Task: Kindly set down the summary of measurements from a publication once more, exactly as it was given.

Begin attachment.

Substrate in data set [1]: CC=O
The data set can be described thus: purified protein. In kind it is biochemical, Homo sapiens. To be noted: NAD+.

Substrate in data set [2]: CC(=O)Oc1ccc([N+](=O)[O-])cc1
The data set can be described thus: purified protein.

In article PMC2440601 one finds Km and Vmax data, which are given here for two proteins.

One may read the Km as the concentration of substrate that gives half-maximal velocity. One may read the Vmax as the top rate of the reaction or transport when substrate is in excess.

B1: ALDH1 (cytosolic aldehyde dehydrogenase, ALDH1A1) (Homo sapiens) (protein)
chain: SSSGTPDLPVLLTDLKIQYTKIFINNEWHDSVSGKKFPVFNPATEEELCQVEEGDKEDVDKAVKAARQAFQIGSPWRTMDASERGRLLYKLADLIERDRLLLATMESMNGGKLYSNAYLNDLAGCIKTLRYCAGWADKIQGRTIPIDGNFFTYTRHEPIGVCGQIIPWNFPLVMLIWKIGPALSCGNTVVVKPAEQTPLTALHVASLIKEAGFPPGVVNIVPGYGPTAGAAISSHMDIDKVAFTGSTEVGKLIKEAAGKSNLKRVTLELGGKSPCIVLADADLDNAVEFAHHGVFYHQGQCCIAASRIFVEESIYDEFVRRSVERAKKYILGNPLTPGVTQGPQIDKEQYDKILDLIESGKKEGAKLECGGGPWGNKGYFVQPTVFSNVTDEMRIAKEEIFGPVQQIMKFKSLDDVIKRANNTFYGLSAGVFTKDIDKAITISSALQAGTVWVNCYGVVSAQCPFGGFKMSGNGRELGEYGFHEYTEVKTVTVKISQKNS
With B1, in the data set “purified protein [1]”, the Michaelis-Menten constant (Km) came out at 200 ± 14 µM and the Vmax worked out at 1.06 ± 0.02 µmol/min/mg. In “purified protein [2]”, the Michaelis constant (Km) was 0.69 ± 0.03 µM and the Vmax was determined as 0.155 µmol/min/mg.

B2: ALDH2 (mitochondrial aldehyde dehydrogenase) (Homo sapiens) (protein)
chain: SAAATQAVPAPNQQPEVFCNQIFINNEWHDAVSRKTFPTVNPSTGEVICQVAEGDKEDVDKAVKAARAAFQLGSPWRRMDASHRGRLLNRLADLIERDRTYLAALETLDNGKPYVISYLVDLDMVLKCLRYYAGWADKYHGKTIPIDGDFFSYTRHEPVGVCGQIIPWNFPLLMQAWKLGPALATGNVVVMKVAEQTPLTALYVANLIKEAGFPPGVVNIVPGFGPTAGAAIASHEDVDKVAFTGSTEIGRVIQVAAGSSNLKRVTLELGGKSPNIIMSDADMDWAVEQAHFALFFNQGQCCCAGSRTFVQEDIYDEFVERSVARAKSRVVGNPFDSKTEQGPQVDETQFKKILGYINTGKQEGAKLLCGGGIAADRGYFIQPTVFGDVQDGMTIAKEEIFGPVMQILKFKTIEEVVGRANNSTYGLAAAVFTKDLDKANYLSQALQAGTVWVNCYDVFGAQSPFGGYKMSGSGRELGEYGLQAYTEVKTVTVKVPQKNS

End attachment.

Substrate in data set [1]: CC=O
The data set can be described thus: purified protein. In kind it is biochemical, Homo sapiens. To be noted: NAD+.

Substrate in data set [2]: CC(=O)Oc1ccc([N+](=O)[O-])cc1
The data set can be described thus: purified protein.

In article PMC2440601 one finds Km and Vmax data, which are given here for two proteins.

One may read the Km as the concentration of substrate that gives half-maximal velocity. One may read the Vmax as the top rate of the reaction or transport when substrate is in excess.

B1: ALDH1 (cytosolic aldehyde dehydrogenase, ALDH1A1) (Homo sapiens) (protein)
chain: SSSGTPDLPVLLTDLKIQYTKIFINNEWHDSVSGKKFPVFNPATEEELCQVEEGDKEDVDKAVKAARQAFQIGSPWRTMDASERGRLLYKLADLIERDRLLLATMESMNGGKLYSNAYLNDLAGCIKTLRYCAGWADKIQGRTIPIDGNFFTYTRHEPIGVCGQIIPWNFPLVMLIWKIGPALSCGNTVVVKPAEQTPLTALHVASLIKEAGFPPGVVNIVPGYGPTAGAAISSHMDIDKVAFTGSTEVGKLIKEAAGKSNLKRVTLELGGKSPCIVLADADLDNAVEFAHHGVFYHQGQCCIAASRIFVEESIYDEFVRRSVERAKKYILGNPLTPGVTQGPQIDKEQYDKILDLIESGKKEGAKLECGGGPWGNKGYFVQPTVFSNVTDEMRIAKEEIFGPVQQIMKFKSLDDVIKRANNTFYGLSAGVFTKDIDKAITISSALQAGTVWVNCYGVVSAQCPFGGFKMSGNGRELGEYGFHEYTEVKTVTVKISQKNS
With B1, in the data set “purified protein [1]”, the Michaelis-Menten constant (Km) came out at 200 ± 14 µM and the Vmax worked out at 1.06 ± 0.02 µmol/min/mg. In “purified protein [2]”, the Michaelis constant (Km) was 0.69 ± 0.03 µM and the Vmax was determined as 0.155 µmol/min/mg.

B2: ALDH2 (mitochondrial aldehyde dehydrogenase) (Homo sapiens) (protein)
chain: SAAATQAVPAPNQQPEVFCNQIFINNEWHDAVSRKTFPTVNPSTGEVICQVAEGDKEDVDKAVKAARAAFQLGSPWRRMDASHRGRLLNRLADLIERDRTYLAALETLDNGKPYVISYLVDLDMVLKCLRYYAGWADKYHGKTIPIDGDFFSYTRHEPVGVCGQIIPWNFPLLMQAWKLGPALATGNVVVMKVAEQTPLTALYVANLIKEAGFPPGVVNIVPGFGPTAGAAIASHEDVDKVAFTGSTEIGRVIQVAAGSSNLKRVTLELGGKSPNIIMSDADMDWAVEQAHFALFFNQGQCCCAGSRTFVQEDIYDEFVERSVARAKSRVVGNPFDSKTEQGPQVDETQFKKILGYINTGKQEGAKLLCGGGIAADRGYFIQPTVFGDVQDGMTIAKEEIFGPVMQILKFKTIEEVVGRANNSTYGLAAAVFTKDLDKANYLSQALQAGTVWVNCYDVFGAQSPFGGYKMSGSGRELGEYGLQAYTEVKTVTVKVPQKNS